In truth, a small minority of students are working quite hard -- in addition to a heavy load of extracurriculars -- while most spend little time on homework.
Read the Whole Thing.

Agree or disagree, a good read that's well worth your time.
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Ohio's School Of Mess

Students are jumping through the windows, the teachers are on strike, and the security guards have been fired for failing their background checks. Looks like a mess-in-progress:
PERKINS TOWNSHIP -- Teachers voted for no confidence in the administration, four students climbed out of high school windows and eight security guards were fired for failing background checks.

Yet the administration said schools were running as smoothly as possible in the second day of the Perkins Schools teachers' strike.

No new negotiation meetings as of last night were set for the teachers, administration and board members.

However, chants, signs and a lock-down greeted sophomores, juniors and seniors as they attended their first day of the school year at Perkins High School yesterday.

Operations ran smoothly, said Superintendent Sherry Buccieri, but students offered a different assessment.

The scene inside the high school was ''crazy,'' as ''chaos'' reigned while students watched television, talked on cellular telephones and played the card game Uno, according to several students.

About 19 students who had parental excuses left their high school classes around 12:15 p.m., prompting a lockdown at the school to ensure safety of students and staff, Buccieri said. While there were no immediate reports of threats or violence, the school followed the protocol so teachers could take attendance and account for students, she said.

Once the lockdown ended, police were posted at the high school doors, students said. About 2 p.m., at least four girls climbed out the first-floor window of an English classroom facing Campbell Street, where dozens of teachers marched next to the road.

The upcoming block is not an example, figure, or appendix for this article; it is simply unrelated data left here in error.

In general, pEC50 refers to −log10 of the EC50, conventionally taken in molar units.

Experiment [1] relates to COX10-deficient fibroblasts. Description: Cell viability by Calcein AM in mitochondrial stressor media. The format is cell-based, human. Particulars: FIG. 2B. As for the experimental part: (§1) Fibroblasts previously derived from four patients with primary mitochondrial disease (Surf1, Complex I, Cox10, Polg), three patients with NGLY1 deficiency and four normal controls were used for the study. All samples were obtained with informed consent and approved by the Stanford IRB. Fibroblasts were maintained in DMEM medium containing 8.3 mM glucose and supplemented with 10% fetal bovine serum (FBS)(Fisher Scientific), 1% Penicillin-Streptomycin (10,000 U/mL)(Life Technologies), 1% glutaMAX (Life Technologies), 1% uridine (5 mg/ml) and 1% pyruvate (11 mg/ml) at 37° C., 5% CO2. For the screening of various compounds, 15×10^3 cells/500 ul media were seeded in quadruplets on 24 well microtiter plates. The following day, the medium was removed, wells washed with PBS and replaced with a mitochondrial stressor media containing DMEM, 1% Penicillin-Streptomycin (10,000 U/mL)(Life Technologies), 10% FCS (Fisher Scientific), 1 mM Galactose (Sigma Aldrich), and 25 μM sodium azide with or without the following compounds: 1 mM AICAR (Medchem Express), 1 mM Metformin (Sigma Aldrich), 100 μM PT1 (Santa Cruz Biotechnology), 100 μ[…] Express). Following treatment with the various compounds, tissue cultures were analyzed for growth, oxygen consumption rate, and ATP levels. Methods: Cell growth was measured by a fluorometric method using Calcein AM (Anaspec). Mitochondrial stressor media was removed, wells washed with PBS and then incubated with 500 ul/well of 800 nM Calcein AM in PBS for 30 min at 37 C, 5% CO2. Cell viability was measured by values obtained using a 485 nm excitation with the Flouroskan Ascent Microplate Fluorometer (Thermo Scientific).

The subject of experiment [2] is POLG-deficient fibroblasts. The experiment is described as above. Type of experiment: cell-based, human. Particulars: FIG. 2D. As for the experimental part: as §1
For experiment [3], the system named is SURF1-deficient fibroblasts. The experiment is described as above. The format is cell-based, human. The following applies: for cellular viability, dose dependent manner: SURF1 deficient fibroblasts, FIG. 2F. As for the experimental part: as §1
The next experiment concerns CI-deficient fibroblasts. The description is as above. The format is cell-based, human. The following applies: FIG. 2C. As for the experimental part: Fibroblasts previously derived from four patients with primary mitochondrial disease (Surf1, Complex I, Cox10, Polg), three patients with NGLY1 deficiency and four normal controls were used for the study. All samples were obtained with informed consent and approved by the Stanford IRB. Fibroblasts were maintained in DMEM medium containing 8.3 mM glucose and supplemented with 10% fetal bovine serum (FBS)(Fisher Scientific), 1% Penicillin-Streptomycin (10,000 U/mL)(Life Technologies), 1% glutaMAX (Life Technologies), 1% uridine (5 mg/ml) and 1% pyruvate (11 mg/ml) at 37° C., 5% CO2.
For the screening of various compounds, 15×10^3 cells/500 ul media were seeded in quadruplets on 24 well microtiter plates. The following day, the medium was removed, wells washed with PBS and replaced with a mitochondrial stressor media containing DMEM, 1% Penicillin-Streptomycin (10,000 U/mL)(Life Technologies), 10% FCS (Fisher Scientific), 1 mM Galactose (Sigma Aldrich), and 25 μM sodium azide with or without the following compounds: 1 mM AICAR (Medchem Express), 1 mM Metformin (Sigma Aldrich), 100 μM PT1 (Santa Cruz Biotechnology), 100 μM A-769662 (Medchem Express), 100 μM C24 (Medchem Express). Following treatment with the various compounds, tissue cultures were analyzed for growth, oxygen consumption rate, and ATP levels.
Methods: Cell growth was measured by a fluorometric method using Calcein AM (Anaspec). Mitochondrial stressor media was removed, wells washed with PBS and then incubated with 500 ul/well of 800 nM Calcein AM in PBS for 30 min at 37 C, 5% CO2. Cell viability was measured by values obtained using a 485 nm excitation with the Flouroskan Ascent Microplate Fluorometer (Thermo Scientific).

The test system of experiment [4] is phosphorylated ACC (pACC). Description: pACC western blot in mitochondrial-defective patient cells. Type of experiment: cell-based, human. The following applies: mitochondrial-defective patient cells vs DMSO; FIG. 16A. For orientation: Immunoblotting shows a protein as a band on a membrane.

''That was basically the only way out without being stopped,'' said Jessica Evans, who started her senior year in school and ended the day by climbing out the window.

''There was not other way to get out because they locked all the doors,'' said Beth Dahlmann, another senior who climbed out.

The students stood as a group with fellow seniors Laura Speer, Brittany Keegan, Keith Martinez and Melissa Frisch in the public right-of-way outside Perkins High School. Keegan, Speer and Martinez had parental excuses to leave school part-way through the day, while Frisch said she climbed out a window rather than stay inside.

Last year's first day of school was better organized, the group said.

''It's just not something you picture on the first day of school your senior year, or any year,'' Speer said.

It was unclear how many students who walked out also were children of striking teachers. Buccieri reported 10 students were, but the high school seniors said the number was five.

During the high school dismissal, teachers chanted: ''One, two, three, four, show Sherry to the door. Five, six, seven, eight, why won't she negotiate?'' Hand-written signs read ''Negotiate Now!'' ''Safe?'' and ''Support Perkins Teachers.''

In the parking lot, a red sport-utility vehicle blasted the '80s metal anthem ''We're Not Gonna Take It'' by Twisted Sister.

Perkins police guided traffic as cars and school buses backed up in a line at least a quarter-mile long in both lanes of Campbell Street. At least some of the cars honked their horns repeatedly as they passed by the school.

''It's nice to hear people beeping,'' Speer said.

''It's reassuring to hear people supporting,'' Martinez said.

Speaking about the activities in the high school, Buccieri said she would ''highly doubt'' that Principal Chris Gasteier and Assistant Principal Mark Dahlmann would tolerate students being unruly.